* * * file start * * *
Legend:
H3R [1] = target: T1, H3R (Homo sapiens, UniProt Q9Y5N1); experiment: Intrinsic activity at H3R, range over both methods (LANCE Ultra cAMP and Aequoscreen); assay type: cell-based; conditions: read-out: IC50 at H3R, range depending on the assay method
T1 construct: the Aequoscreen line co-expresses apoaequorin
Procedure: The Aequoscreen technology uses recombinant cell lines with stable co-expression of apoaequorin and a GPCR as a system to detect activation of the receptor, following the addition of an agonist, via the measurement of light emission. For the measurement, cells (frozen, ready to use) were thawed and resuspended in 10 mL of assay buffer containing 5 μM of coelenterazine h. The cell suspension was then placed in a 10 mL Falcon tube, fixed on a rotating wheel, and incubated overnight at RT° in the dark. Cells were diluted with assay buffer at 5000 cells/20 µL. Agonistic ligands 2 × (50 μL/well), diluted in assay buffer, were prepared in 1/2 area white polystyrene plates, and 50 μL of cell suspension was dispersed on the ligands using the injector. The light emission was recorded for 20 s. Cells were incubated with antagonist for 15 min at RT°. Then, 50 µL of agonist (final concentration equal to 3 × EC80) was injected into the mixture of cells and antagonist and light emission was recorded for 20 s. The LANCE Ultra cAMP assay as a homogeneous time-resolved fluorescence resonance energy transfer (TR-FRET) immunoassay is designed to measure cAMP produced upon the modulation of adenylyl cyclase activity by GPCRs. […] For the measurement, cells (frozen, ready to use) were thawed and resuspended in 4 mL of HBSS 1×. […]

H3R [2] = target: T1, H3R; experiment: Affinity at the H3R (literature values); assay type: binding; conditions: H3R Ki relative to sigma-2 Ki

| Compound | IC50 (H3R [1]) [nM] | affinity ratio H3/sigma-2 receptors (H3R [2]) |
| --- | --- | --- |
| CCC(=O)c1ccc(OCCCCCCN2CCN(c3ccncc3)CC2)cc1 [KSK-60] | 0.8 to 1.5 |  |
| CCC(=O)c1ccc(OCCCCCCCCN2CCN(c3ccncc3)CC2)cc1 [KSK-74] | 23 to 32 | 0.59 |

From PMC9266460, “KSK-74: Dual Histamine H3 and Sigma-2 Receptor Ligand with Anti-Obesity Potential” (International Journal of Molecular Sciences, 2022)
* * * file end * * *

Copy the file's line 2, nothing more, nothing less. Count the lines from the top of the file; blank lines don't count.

H3R [1] = target: T1, H3R (Homo sapiens, UniProt Q9Y5N1); experiment: Intrinsic activity at H3R, range over both methods (LANCE Ultra cAMP and Aequoscreen); assay type: cell-based; conditions: read-out: IC50 at H3R, range depending on the assay method